How to Resign from Your Job with Dignity
How to Resign from Your Job with Dignity

There's no need to burn bridges or make threats.

When I first started No Limit Agency, my naïve self thought we would build a culture of forever, quickly resembling the companies of yesteryear, the ones our parents worked at, where forever was a reality. I envisioned a company that provided ultimate flexibility, culture, revenue and dreams that come true. Nearly eight years later, I still envision a company with all of the above, but the frank reality is that forever is not possible.

But memories can be.

When exiting a business or a relationship, keeping the door open seems like the most logical step — sidestepping the f-bombs and the “I’m going to sue you” mentality. Luckily for me, I have experienced every type of exit — as an employee and as an employer. The advice that many of our parents gave us to never burn bridges is alive and well.

The first time I quit an adult job (after college), I dreaded it. Not just because of the awkward conversation I was going to have with my boss, but because I really liked my job, enjoyed many of my co-workers and would have loved to ride the executive ladder to the top. But at that point in my career, I needed to make a change. I had this vast thirst for understanding more about business, so leaving a journalism job for a publicist job seemed like a logical step.

After receiving an offer, I resigned. Instead of being told to eff off, they asked if they could counter. Lesson one, when a counter is coming, listen — there is absolutely no pain in listening, especially if it motivates the employer to try to create a better situation for you. Employment is a game of poker – and ultimately one where both the house and you can win.

The counter was good. In fact, although I had lied (lesson two, people aren’t stupid, they can read your bs) about what the new employer was going to pay me, they came back and offered something very fair. After seeking the advice from everyone who was willing to give me some (lesson three, talk with those you respect, they may help you exit better so that the urge to strike the match doesn’t begin), I ultimately decided it was time to try something new. My former employer actually kept me on as freelancer for a year. That was a good exit.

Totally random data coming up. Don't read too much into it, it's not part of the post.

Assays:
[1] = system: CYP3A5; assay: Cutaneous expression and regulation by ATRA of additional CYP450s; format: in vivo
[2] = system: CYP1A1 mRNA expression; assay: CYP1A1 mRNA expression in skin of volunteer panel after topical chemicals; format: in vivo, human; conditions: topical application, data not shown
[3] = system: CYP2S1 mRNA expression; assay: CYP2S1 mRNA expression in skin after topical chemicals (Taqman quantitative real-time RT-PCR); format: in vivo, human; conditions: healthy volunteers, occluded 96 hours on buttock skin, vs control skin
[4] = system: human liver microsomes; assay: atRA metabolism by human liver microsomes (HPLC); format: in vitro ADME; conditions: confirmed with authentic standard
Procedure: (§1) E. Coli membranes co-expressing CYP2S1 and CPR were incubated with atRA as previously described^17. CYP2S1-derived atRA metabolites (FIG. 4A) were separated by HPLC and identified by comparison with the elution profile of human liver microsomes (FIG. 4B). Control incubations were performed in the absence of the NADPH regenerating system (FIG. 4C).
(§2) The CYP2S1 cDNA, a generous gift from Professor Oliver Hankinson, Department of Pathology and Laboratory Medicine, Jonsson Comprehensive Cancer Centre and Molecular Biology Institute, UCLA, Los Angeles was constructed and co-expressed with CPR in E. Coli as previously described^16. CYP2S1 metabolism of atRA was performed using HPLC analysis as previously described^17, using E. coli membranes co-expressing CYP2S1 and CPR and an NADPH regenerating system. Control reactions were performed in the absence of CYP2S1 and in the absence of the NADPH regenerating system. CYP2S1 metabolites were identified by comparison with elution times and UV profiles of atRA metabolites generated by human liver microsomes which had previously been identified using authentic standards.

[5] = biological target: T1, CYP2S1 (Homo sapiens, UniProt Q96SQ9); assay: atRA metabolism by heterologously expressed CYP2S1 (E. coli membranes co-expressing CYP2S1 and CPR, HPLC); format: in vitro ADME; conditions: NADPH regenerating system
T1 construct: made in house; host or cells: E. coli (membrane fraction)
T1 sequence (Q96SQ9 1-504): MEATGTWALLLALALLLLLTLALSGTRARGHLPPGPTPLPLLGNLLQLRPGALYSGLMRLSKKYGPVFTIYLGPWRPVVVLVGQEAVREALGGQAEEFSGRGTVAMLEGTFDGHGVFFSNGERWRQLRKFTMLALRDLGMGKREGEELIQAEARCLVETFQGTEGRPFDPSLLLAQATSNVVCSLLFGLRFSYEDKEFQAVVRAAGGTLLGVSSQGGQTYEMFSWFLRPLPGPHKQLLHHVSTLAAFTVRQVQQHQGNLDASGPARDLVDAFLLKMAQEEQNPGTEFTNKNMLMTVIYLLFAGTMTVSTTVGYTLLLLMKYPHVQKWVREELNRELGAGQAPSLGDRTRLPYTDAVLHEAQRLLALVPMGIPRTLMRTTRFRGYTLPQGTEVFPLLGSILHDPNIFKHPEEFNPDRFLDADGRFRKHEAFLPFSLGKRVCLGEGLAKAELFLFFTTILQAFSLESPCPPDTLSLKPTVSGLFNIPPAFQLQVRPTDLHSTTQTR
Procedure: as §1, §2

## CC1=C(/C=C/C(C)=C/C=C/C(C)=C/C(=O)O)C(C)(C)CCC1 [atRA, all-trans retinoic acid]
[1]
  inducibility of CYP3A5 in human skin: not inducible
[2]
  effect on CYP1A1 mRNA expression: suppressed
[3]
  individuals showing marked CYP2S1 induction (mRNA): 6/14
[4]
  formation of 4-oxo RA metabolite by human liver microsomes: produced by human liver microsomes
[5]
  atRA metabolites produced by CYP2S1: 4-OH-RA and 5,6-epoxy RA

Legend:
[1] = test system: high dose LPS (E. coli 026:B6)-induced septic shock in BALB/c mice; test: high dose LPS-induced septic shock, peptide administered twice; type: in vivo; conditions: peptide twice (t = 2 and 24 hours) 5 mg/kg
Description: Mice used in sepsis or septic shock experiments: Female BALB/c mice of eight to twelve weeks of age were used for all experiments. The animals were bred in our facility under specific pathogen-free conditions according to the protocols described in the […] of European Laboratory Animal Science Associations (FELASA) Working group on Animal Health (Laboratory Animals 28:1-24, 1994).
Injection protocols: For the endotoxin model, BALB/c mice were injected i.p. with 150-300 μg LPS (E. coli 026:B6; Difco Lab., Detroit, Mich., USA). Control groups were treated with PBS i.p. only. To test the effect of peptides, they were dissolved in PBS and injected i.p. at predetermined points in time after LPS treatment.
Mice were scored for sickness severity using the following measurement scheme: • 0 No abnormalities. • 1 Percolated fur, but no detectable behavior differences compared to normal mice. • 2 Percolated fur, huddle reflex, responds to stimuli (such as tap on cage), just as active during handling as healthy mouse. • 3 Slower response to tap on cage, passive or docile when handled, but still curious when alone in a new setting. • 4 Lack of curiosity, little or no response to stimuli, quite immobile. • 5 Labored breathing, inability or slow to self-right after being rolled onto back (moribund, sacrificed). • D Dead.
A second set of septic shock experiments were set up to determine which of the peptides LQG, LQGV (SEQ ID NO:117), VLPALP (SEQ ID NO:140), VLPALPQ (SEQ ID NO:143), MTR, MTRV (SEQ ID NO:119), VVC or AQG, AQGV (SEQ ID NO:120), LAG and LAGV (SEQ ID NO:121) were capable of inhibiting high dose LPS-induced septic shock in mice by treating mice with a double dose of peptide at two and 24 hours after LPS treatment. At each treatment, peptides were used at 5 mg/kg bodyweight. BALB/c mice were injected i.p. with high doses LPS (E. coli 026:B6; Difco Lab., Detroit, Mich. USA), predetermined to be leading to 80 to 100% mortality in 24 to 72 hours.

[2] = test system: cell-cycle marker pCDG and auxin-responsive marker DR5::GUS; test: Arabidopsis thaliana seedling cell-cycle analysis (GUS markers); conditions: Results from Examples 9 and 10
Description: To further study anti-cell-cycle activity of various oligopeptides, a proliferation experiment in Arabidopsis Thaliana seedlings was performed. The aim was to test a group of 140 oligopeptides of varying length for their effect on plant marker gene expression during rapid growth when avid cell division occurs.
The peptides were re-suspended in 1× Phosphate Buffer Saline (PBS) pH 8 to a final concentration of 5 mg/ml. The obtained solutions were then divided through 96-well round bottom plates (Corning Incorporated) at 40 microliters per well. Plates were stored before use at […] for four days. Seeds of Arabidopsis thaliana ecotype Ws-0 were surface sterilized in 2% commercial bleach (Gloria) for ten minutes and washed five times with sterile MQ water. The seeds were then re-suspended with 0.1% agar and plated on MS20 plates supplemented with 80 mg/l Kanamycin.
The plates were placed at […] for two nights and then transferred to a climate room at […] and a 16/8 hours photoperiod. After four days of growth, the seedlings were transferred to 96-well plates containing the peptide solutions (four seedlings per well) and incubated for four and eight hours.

The next exit was not so smooth. But I understand why. I tried playing cards with the vision of finding a mutually beneficial pathway to equity, but that wasn’t in my employer’s cards. Although I was ready to do everything I found to be morally correct when I quit, my employer was not. They were furious, primarily because I refused to tell them where I was going (I didn’t have to). Although the news of where I was going to go wasn’t great for them, I wanted to give them the fairest exit I could. Two weeks was the agreement, I was shown the door 2.5 days later in not the most graceful way. Lesson four, as hard as it is for the employee to walk away, it’s just as tough for the employer. The balance they worked hard to create is suddenly shaken. This creates unease, fear and sometimes anger. Although it is their intention to make the exit go smoothly, sometimes the spark plug comes undone. As an employee, putting yourself in their shoes may help to make that exit smoother.

As an employer, I have seen it all. I have experienced many kinds of threats from employees. The interesting thing from my seat is that we haven’t outright fired many people. We have tried to lead an exit the right way. Lesson number five, you can’t control people or outcomes — only your own. And the saying of firing fast and hiring slow is 100 percent correct. It’s just really hard to fire people — especially for me, because of the people side involved.

In the last year, from the quitting standpoint I have heard “I am going to unfriend you on Facebook,” “Screw you, I will get payback” and the one I hate the most, “Sorry, my job said I have to start immediately, so I am unwilling to give you two weeks’ notice.” Lesson six, each of those do burn. You win. But know, as an employer — and this seems true for many of my friends who are also employers — we didn’t see the exit as a “Let’s burn you moment” simply a, “Cool, it just wasn’t a fit.” Lesson seven, and most important, is to try not to burn the bridge. If you are a realist, you know life is short and life is small. What comes around goes around, which is why karma exists. Try to go out right, with a handshake. The get-you mentality rarely works out in the long term.

As much as I wish my business would keep people forever, I absolutely know that’s impossible. It’s likely that as I write this another employee is planning his or her exit. Lesson eight, it’s OK. The grass will always be perceived to be greener. As an employer, you do your best, try to constantly improve culture and do right as much as you can, and in the end, at the very least, you can say you did it as right as possible. Perhaps, if you look at the situations as business and not personal, that door can still be left open and a future reunion can be possible — even when the person leaving tries everything to close it.